Utilitarianism, by John Stuart Mill, is an essay written to provide support for the value of utilitarianism as a moral theory, and to respond to misconceptions about it. Mill defines utilitarianism as a theory based on the principle that "actions are right in proportion as they tend to promote happiness, wrong as they tend to produce the reverse of happiness." Mill defines happiness as pleasure and the absence of pain. He argues that pleasure can differ in quality and quantity, and that pleasures that are rooted in one's higher faculties should be weighted more heavily than baser pleasures. Furthermore, Mill argues that people's achievement of goals and ends, such as virtuous living, should be counted as part of their happiness.
Mill argues that utilitarianism coincides with "natural" sentiments that originate from humans' social nature. Therefore, if society were to embrace utilitarianism as an ethic, people would naturally internalize these standards as morally binding. Mill argues that happiness is the sole basis of morality, and that people never desire anything but happiness. He supports this claim by showing that all the other objects of people's desire are either means to happiness, or included in the definition of happiness. Mill explains at length that the sentiment of justice is actually based on utility, and that rights exist only because they are necessary for human happiness.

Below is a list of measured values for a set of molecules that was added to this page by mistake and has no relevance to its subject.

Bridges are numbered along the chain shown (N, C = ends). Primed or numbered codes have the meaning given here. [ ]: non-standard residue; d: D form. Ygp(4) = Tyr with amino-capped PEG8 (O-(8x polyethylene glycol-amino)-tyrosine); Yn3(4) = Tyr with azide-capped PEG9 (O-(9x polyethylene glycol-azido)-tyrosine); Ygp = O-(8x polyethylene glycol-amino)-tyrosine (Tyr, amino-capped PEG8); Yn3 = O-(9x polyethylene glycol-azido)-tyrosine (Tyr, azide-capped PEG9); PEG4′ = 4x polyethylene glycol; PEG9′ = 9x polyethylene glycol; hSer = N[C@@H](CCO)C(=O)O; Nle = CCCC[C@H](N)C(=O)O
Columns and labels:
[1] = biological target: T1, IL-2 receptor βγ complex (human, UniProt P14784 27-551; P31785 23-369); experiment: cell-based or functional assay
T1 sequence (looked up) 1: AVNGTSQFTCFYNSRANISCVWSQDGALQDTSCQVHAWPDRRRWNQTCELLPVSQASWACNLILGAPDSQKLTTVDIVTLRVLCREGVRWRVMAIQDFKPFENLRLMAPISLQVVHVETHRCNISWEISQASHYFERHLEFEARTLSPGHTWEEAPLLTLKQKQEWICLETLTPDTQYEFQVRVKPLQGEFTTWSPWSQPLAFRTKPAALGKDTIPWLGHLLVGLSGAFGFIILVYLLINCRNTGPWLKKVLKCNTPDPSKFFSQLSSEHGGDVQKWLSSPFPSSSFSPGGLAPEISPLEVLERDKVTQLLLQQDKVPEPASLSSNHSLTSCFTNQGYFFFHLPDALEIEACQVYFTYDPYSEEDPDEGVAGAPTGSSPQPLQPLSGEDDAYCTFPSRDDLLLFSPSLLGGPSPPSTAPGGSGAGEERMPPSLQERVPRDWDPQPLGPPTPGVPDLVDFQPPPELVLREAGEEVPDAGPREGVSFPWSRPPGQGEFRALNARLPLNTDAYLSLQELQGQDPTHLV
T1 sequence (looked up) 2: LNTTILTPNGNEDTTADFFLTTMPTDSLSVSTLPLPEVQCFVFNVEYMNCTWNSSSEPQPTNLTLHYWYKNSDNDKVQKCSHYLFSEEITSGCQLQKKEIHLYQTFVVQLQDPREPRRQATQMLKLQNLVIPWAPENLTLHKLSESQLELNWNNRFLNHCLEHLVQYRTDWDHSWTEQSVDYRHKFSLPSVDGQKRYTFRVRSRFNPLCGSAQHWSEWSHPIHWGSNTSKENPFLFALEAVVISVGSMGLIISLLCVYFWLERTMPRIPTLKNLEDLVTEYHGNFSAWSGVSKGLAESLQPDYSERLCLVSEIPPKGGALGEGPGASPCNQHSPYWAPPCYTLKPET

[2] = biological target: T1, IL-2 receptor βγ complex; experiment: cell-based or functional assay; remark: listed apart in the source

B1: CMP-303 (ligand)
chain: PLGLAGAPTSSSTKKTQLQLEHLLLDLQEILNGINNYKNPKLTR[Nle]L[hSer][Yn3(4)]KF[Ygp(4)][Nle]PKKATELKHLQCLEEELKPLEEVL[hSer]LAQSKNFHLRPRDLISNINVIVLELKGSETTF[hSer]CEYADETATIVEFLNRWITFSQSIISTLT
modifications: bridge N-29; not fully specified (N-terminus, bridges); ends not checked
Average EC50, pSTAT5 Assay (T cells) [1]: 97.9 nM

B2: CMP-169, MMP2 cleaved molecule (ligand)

The theory of utilitarianism has been criticized for many reasons. Critics hold that it does not provide adequate protection for individual rights, that not everything can be measured by the same standard, and that happiness is more complex than reflected by the theory. Mill's essay represents his attempt to respond to these criticisms, and thereby to provide a more complex and nuanced moral theory.
Mill's argument comprises five chapters. His first chapter serves as an introduction to the essay. In his second chapter, Mill discusses the definition of utilitarianism, and presents some misconceptions about the theory. The third chapter is a discussion about the ultimate sanctions (or rewards) that utilitarianism can offer. The fourth chapter discusses methods of proving the validity of utilitarianism. In his fifth chapter, Mill writes about the connection between justice and utility, and argues that happiness is the foundation of justice.
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